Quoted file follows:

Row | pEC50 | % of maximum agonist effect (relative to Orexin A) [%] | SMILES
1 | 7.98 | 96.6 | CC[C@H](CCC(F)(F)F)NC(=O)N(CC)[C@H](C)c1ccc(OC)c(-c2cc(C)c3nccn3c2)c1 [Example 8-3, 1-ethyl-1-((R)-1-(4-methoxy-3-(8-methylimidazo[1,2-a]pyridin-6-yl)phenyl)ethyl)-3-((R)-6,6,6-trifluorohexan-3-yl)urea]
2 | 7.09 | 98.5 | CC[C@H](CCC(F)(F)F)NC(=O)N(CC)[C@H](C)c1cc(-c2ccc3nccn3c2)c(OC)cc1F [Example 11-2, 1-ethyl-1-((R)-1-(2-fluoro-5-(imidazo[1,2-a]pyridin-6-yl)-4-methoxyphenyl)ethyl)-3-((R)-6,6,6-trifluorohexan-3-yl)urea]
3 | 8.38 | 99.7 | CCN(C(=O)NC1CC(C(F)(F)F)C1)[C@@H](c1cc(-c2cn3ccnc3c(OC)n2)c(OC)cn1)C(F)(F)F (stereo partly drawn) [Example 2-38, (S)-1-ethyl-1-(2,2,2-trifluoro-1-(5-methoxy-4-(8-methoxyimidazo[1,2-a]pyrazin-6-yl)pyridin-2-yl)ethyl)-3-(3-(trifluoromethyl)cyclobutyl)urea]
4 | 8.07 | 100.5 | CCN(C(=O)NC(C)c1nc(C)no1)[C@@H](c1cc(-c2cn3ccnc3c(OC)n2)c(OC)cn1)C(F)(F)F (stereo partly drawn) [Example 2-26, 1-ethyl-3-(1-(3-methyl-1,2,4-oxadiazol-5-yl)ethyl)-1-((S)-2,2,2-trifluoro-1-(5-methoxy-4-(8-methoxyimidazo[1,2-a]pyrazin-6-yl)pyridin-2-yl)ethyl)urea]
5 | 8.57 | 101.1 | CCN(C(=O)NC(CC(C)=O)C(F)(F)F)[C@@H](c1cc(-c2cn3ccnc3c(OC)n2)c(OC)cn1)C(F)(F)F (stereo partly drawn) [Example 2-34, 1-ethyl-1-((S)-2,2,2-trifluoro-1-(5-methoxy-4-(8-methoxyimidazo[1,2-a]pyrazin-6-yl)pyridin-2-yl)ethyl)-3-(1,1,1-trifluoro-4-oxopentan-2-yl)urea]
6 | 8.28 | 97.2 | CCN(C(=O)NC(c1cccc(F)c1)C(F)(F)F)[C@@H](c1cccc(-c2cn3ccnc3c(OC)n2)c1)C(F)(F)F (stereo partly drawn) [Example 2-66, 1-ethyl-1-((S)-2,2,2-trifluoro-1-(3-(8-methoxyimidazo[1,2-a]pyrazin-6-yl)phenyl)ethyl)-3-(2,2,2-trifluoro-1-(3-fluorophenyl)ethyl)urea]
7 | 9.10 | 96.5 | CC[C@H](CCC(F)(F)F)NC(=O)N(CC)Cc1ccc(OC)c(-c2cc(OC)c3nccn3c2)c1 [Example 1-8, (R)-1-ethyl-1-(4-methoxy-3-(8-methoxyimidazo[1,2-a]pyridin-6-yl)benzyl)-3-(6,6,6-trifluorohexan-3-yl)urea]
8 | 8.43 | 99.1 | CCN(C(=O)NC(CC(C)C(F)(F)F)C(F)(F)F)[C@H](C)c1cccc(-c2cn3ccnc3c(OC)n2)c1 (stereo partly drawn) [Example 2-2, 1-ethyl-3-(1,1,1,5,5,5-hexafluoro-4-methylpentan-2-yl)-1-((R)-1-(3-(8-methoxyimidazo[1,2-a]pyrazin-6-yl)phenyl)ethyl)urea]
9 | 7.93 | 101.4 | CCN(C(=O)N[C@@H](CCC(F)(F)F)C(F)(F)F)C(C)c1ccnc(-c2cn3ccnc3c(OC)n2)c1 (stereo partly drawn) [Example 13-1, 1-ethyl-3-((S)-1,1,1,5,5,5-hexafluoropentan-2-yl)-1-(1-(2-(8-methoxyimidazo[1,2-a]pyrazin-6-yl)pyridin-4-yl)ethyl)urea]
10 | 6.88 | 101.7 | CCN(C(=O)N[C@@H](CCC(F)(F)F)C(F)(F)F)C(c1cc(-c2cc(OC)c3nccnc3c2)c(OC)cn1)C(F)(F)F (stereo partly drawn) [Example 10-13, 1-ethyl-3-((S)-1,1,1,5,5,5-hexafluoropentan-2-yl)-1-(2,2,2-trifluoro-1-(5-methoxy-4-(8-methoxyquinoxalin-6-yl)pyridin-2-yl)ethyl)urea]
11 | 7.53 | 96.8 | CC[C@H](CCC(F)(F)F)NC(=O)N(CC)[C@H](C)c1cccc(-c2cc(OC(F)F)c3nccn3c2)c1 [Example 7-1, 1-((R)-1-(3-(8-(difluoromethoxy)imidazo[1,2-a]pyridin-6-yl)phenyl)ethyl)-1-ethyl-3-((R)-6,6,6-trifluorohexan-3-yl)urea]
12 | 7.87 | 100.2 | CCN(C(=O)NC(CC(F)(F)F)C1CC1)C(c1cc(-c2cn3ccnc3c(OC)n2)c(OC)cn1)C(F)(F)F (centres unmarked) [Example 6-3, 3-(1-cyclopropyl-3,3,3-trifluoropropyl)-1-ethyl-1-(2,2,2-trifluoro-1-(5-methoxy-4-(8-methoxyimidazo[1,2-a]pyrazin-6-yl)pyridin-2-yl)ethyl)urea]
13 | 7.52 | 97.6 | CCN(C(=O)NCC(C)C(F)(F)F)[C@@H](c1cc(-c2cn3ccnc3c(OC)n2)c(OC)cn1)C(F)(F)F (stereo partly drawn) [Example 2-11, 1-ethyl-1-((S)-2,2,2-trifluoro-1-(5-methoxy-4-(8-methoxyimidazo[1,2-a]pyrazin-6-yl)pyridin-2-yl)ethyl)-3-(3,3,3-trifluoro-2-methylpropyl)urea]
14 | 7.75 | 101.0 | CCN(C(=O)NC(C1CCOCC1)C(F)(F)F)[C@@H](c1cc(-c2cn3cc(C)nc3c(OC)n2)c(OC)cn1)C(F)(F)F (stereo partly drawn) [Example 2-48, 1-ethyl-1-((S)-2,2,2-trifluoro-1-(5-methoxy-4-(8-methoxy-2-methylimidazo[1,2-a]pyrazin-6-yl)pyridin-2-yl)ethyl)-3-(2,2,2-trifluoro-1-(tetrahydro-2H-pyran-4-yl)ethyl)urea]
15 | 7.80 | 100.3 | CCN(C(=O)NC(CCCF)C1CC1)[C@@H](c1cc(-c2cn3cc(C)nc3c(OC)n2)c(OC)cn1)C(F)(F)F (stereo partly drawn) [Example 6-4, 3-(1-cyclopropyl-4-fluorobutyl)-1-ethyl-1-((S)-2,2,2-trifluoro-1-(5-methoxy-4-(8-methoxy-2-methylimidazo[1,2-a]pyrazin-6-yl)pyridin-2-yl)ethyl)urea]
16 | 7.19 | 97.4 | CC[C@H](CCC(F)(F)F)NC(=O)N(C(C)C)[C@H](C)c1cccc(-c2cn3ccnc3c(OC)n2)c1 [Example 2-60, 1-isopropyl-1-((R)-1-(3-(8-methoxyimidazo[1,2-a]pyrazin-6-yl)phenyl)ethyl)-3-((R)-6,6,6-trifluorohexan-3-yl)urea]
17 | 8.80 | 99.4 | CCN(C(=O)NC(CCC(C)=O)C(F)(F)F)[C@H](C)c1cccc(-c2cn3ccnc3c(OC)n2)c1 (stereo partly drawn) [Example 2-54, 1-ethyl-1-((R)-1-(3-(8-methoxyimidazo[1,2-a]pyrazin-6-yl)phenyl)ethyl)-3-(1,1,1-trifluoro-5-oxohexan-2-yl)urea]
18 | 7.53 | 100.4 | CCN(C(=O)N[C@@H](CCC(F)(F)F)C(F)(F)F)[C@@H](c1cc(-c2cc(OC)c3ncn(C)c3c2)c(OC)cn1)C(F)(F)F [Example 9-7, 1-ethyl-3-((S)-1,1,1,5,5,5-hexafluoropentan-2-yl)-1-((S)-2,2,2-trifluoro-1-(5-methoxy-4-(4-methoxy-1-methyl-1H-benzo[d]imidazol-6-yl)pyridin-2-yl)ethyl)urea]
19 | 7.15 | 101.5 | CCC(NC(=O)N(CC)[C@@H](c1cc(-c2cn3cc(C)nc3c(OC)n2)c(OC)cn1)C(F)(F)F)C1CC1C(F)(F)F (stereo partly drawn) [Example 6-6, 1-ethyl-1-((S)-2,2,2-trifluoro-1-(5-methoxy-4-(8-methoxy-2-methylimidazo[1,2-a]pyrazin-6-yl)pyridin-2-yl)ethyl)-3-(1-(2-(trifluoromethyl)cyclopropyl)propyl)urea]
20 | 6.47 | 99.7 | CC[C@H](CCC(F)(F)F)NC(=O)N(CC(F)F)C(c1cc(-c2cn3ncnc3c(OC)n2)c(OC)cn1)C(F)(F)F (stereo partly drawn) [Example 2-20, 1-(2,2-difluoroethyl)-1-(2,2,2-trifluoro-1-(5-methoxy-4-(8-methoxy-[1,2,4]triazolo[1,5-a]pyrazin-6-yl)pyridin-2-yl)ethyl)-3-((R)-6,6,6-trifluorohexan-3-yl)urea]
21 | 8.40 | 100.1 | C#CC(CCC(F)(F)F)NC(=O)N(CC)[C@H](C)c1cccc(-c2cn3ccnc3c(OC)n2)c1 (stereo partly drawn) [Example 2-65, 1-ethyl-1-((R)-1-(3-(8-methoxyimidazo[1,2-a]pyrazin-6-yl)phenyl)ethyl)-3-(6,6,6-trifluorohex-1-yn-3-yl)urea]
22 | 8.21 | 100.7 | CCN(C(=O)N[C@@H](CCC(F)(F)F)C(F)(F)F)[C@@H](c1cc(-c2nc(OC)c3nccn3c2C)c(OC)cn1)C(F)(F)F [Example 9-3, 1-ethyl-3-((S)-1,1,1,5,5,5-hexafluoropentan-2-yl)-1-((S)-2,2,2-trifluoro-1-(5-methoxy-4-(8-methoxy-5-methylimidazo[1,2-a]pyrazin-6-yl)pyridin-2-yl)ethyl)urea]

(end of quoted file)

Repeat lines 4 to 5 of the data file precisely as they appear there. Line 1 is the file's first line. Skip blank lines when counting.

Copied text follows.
3 | 8.38 | 99.7 | CCN(C(=O)NC1CC(C(F)(F)F)C1)[C@@H](c1cc(-c2cn3ccnc3c(OC)n2)c(OC)cn1)C(F)(F)F (stereo partly drawn) [Example 2-38, (S)-1-ethyl-1-(2,2,2-trifluoro-1-(5-methoxy-4-(8-methoxyimidazo[1,2-a]pyrazin-6-yl)pyridin-2-yl)ethyl)-3-(3-(trifluoromethyl)cyclobutyl)urea]
4 | 8.07 | 100.5 | CCN(C(=O)NC(C)c1nc(C)no1)[C@@H](c1cc(-c2cn3ccnc3c(OC)n2)c(OC)cn1)C(F)(F)F (stereo partly drawn) [Example 2-26, 1-ethyl-3-(1-(3-methyl-1,2,4-oxadiazol-5-yl)ethyl)-1-((S)-2,2,2-trifluoro-1-(5-methoxy-4-(8-methoxyimidazo[1,2-a]pyrazin-6-yl)pyridin-2-yl)ethyl)urea]